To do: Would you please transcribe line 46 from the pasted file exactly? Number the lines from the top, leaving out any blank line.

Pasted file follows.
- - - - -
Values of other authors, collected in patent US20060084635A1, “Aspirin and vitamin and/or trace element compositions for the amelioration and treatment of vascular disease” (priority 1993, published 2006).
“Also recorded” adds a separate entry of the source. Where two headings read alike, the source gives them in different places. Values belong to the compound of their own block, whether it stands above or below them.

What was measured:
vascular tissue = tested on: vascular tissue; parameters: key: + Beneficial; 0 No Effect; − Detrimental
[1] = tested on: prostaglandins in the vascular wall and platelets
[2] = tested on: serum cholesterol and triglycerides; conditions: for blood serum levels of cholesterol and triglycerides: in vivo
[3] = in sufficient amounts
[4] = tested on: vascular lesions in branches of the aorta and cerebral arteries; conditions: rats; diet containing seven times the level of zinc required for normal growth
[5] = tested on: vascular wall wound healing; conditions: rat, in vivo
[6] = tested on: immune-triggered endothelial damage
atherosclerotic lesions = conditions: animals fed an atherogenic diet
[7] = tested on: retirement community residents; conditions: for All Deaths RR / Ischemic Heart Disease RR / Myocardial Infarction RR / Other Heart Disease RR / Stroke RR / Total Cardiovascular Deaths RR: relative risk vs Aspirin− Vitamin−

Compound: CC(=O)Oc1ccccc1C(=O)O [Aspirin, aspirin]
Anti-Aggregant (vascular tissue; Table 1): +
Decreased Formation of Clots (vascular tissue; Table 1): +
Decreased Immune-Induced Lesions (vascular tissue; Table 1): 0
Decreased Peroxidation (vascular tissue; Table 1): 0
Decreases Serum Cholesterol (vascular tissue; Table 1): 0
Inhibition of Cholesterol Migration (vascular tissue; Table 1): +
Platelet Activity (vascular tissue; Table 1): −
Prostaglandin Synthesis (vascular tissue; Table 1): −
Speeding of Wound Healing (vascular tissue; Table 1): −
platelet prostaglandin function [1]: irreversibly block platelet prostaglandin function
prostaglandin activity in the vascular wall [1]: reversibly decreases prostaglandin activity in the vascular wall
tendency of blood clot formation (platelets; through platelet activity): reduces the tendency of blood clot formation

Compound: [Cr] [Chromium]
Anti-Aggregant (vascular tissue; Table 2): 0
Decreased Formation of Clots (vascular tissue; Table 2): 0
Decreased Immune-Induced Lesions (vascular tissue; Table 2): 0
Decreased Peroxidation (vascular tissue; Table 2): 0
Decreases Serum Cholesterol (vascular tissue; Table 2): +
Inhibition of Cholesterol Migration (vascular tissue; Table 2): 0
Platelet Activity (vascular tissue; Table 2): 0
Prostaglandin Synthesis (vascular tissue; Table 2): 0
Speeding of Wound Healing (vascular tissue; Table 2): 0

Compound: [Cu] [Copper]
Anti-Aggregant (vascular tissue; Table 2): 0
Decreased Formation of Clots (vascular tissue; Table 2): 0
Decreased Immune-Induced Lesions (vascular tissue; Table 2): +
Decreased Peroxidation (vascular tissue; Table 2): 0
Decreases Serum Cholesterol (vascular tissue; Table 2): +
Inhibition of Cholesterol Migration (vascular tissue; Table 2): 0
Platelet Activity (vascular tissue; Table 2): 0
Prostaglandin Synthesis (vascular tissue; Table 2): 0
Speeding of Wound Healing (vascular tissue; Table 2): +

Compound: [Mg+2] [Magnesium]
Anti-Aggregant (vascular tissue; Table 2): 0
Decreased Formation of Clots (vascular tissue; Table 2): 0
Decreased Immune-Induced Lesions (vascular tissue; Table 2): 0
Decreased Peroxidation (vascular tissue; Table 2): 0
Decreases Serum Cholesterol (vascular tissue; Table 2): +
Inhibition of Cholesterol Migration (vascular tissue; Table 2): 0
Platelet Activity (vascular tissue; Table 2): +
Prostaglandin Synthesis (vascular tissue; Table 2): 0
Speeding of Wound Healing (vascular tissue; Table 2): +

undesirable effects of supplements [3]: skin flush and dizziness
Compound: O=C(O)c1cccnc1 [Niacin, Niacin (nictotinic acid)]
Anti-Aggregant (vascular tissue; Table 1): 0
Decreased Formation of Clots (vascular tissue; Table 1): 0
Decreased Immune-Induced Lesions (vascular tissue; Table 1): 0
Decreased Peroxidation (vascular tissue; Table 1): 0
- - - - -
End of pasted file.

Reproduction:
Compound: [Mg+2] [Magnesium]